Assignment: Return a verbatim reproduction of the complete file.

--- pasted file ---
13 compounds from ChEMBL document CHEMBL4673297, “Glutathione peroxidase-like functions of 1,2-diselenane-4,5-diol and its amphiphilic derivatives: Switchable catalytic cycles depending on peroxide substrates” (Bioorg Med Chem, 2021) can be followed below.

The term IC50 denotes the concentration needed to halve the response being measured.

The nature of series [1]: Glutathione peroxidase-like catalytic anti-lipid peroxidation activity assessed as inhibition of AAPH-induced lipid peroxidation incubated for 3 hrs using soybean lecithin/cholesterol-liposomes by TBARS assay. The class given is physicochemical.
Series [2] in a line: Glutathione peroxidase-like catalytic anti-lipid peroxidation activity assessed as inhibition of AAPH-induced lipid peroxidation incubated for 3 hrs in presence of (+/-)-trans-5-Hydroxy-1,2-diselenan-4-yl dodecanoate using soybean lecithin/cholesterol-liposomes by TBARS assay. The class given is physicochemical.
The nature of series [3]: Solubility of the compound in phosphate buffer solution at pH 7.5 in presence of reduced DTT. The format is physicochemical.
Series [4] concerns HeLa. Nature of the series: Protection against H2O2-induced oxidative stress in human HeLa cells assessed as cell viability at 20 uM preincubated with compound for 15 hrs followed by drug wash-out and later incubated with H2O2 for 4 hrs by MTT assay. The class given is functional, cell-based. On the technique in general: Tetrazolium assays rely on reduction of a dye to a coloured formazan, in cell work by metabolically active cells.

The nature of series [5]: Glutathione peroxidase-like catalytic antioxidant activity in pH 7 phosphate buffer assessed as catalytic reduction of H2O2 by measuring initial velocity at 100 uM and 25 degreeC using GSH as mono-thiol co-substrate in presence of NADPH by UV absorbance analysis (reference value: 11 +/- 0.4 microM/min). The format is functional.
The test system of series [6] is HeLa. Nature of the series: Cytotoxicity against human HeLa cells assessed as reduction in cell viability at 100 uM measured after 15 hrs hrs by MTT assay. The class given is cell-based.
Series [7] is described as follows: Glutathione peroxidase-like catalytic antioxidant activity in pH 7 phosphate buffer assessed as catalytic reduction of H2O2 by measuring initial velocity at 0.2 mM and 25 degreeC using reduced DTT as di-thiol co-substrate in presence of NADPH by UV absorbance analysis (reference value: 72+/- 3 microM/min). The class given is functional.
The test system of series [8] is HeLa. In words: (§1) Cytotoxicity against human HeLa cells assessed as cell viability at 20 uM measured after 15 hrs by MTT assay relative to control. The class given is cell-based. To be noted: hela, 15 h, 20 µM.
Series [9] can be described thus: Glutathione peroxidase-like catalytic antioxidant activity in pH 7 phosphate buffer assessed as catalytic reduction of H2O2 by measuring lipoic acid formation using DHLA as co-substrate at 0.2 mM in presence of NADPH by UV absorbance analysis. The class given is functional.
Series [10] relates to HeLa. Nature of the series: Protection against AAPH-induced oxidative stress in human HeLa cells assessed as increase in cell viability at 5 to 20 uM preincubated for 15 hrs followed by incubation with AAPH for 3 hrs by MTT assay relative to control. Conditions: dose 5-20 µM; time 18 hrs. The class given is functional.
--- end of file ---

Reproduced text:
13 compounds from ChEMBL document CHEMBL4673297, “Glutathione peroxidase-like functions of 1,2-diselenane-4,5-diol and its amphiphilic derivatives: Switchable catalytic cycles depending on peroxide substrates” (Bioorg Med Chem, 2021) can be followed below.

The term IC50 denotes the concentration needed to halve the response being measured.

The nature of series [1]: Glutathione peroxidase-like catalytic anti-lipid peroxidation activity assessed as inhibition of AAPH-induced lipid peroxidation incubated for 3 hrs using soybean lecithin/cholesterol-liposomes by TBARS assay. The class given is physicochemical.
Series [2] in a line: Glutathione peroxidase-like catalytic anti-lipid peroxidation activity assessed as inhibition of AAPH-induced lipid peroxidation incubated for 3 hrs in presence of (+/-)-trans-5-Hydroxy-1,2-diselenan-4-yl dodecanoate using soybean lecithin/cholesterol-liposomes by TBARS assay. The class given is physicochemical.
The nature of series [3]: Solubility of the compound in phosphate buffer solution at pH 7.5 in presence of reduced DTT. The format is physicochemical.
Series [4] concerns HeLa. Nature of the series: Protection against H2O2-induced oxidative stress in human HeLa cells assessed as cell viability at 20 uM preincubated with compound for 15 hrs followed by drug wash-out and later incubated with H2O2 for 4 hrs by MTT assay. The class given is functional, cell-based. On the technique in general: Tetrazolium assays rely on reduction of a dye to a coloured formazan, in cell work by metabolically active cells.

The nature of series [5]: Glutathione peroxidase-like catalytic antioxidant activity in pH 7 phosphate buffer assessed as catalytic reduction of H2O2 by measuring initial velocity at 100 uM and 25 degreeC using GSH as mono-thiol co-substrate in presence of NADPH by UV absorbance analysis (reference value: 11 +/- 0.4 microM/min). The format is functional.
The test system of series [6] is HeLa. Nature of the series: Cytotoxicity against human HeLa cells assessed as reduction in cell viability at 100 uM measured after 15 hrs hrs by MTT assay. The class given is cell-based.
Series [7] is described as follows: Glutathione peroxidase-like catalytic antioxidant activity in pH 7 phosphate buffer assessed as catalytic reduction of H2O2 by measuring initial velocity at 0.2 mM and 25 degreeC using reduced DTT as di-thiol co-substrate in presence of NADPH by UV absorbance analysis (reference value: 72+/- 3 microM/min). The class given is functional.
The test system of series [8] is HeLa. In words: (§1) Cytotoxicity against human HeLa cells assessed as cell viability at 20 uM measured after 15 hrs by MTT assay relative to control. The class given is cell-based. To be noted: hela, 15 h, 20 µM.
Series [9] can be described thus: Glutathione peroxidase-like catalytic antioxidant activity in pH 7 phosphate buffer assessed as catalytic reduction of H2O2 by measuring lipoic acid formation using DHLA as co-substrate at 0.2 mM in presence of NADPH by UV absorbance analysis. The class given is functional.
Series [10] relates to HeLa. Nature of the series: Protection against AAPH-induced oxidative stress in human HeLa cells assessed as increase in cell viability at 5 to 20 uM preincubated for 15 hrs followed by incubation with AAPH for 3 hrs by MTT assay relative to control. Conditions: dose 5-20 µM; time 18 hrs. The class given is functional.